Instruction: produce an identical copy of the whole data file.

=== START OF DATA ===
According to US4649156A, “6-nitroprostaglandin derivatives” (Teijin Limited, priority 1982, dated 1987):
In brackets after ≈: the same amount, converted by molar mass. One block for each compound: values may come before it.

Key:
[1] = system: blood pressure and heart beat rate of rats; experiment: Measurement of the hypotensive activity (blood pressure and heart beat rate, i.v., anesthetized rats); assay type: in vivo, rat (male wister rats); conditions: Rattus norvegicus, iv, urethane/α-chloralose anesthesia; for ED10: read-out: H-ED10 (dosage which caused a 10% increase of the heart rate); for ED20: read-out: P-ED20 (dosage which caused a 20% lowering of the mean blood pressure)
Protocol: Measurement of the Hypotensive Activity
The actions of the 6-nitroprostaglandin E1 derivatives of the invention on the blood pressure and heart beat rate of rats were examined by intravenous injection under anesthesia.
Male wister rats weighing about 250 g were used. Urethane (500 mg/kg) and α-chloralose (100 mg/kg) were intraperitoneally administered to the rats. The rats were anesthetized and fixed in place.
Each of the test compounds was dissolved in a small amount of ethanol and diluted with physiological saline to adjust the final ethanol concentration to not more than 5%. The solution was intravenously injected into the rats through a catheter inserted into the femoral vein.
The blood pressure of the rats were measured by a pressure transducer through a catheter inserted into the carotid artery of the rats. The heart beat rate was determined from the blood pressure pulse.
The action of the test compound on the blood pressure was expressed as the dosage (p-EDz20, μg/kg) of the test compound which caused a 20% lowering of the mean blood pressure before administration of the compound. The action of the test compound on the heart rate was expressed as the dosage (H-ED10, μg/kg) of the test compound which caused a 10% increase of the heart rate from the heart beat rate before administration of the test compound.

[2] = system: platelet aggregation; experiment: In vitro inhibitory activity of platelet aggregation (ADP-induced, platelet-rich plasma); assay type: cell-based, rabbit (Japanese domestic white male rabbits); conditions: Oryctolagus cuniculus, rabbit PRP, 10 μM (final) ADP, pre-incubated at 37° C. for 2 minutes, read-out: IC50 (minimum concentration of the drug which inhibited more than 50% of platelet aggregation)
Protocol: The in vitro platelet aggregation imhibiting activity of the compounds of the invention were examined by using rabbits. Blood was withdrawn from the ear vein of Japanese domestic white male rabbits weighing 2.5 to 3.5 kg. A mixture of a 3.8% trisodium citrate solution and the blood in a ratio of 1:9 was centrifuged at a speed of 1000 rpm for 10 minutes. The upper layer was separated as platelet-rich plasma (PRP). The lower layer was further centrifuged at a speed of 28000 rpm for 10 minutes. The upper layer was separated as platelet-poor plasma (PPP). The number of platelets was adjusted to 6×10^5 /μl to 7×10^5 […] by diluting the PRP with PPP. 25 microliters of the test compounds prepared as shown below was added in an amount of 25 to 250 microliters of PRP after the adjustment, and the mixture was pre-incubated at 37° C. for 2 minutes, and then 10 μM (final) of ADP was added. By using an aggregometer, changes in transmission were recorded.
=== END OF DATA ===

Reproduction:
According to US4649156A, “6-nitroprostaglandin derivatives” (Teijin Limited, priority 1982, dated 1987):
In brackets after ≈: the same amount, converted by molar mass. One block for each compound: values may come before it.

Key:
[1] = system: blood pressure and heart beat rate of rats; experiment: Measurement of the hypotensive activity (blood pressure and heart beat rate, i.v., anesthetized rats); assay type: in vivo, rat (male wister rats); conditions: Rattus norvegicus, iv, urethane/α-chloralose anesthesia; for ED10: read-out: H-ED10 (dosage which caused a 10% increase of the heart rate); for ED20: read-out: P-ED20 (dosage which caused a 20% lowering of the mean blood pressure)
Protocol: Measurement of the Hypotensive Activity
The actions of the 6-nitroprostaglandin E1 derivatives of the invention on the blood pressure and heart beat rate of rats were examined by intravenous injection under anesthesia.
Male wister rats weighing about 250 g were used. Urethane (500 mg/kg) and α-chloralose (100 mg/kg) were intraperitoneally administered to the rats. The rats were anesthetized and fixed in place.
Each of the test compounds was dissolved in a small amount of ethanol and diluted with physiological saline to adjust the final ethanol concentration to not more than 5%. The solution was intravenously injected into the rats through a catheter inserted into the femoral vein.
The blood pressure of the rats were measured by a pressure transducer through a catheter inserted into the carotid artery of the rats. The heart beat rate was determined from the blood pressure pulse.
The action of the test compound on the blood pressure was expressed as the dosage (p-EDz20, μg/kg) of the test compound which caused a 20% lowering of the mean blood pressure before administration of the compound. The action of the test compound on the heart rate was expressed as the dosage (H-ED10, μg/kg) of the test compound which caused a 10% increase of the heart rate from the heart beat rate before administration of the test compound.

[2] = system: platelet aggregation; experiment: In vitro inhibitory activity of platelet aggregation (ADP-induced, platelet-rich plasma); assay type: cell-based, rabbit (Japanese domestic white male rabbits); conditions: Oryctolagus cuniculus, rabbit PRP, 10 μM (final) ADP, pre-incubated at 37° C. for 2 minutes, read-out: IC50 (minimum concentration of the drug which inhibited more than 50% of platelet aggregation)
Protocol: The in vitro platelet aggregation imhibiting activity of the compounds of the invention were examined by using rabbits. Blood was withdrawn from the ear vein of Japanese domestic white male rabbits weighing 2.5 to 3.5 kg. A mixture of a 3.8% trisodium citrate solution and the blood in a ratio of 1:9 was centrifuged at a speed of 1000 rpm for 10 minutes. The upper layer was separated as platelet-rich plasma (PRP). The lower layer was further centrifuged at a speed of 28000 rpm for 10 minutes. The upper layer was separated as platelet-poor plasma (PPP). The number of platelets was adjusted to 6×10^5 /μl to 7×10^5 […] by diluting the PRP with PPP. 25 microliters of the test compounds prepared as shown below was added in an amount of 25 to 250 microliters of PRP after the adjustment, and the mixture was pre-incubated at 37° C. for 2 minutes, and then 10 μM (final) of ADP was added. By using an aggregometer, changes in transmission were recorded.